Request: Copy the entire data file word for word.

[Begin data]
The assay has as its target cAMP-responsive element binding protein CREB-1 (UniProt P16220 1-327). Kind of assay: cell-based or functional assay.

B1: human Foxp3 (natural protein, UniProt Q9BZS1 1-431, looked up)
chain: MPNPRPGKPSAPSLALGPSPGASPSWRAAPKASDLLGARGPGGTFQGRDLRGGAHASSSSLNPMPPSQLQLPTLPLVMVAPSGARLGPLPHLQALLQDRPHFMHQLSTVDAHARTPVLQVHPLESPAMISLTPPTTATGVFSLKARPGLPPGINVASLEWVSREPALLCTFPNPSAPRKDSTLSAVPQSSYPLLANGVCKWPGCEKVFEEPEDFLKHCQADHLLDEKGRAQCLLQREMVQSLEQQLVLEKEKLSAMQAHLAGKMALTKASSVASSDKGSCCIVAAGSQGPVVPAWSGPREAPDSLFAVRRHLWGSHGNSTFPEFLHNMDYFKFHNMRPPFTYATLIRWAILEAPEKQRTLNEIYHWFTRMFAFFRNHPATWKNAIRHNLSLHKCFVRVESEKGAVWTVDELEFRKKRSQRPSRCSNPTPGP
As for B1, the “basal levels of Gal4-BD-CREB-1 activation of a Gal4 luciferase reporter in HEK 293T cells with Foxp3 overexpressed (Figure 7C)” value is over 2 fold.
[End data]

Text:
The assay has as its target cAMP-responsive element binding protein CREB-1 (UniProt P16220 1-327). Kind of assay: cell-based or functional assay.

B1: human Foxp3 (natural protein, UniProt Q9BZS1 1-431, looked up)
chain: MPNPRPGKPSAPSLALGPSPGASPSWRAAPKASDLLGARGPGGTFQGRDLRGGAHASSSSLNPMPPSQLQLPTLPLVMVAPSGARLGPLPHLQALLQDRPHFMHQLSTVDAHARTPVLQVHPLESPAMISLTPPTTATGVFSLKARPGLPPGINVASLEWVSREPALLCTFPNPSAPRKDSTLSAVPQSSYPLLANGVCKWPGCEKVFEEPEDFLKHCQADHLLDEKGRAQCLLQREMVQSLEQQLVLEKEKLSAMQAHLAGKMALTKASSVASSDKGSCCIVAAGSQGPVVPAWSGPREAPDSLFAVRRHLWGSHGNSTFPEFLHNMDYFKFHNMRPPFTYATLIRWAILEAPEKQRTLNEIYHWFTRMFAFFRNHPATWKNAIRHNLSLHKCFVRVESEKGAVWTVDELEFRKKRSQRPSRCSNPTPGP
As for B1, the “basal levels of Gal4-BD-CREB-1 activation of a Gal4 luciferase reporter in HEK 293T cells with Foxp3 overexpressed (Figure 7C)” value is over 2 fold.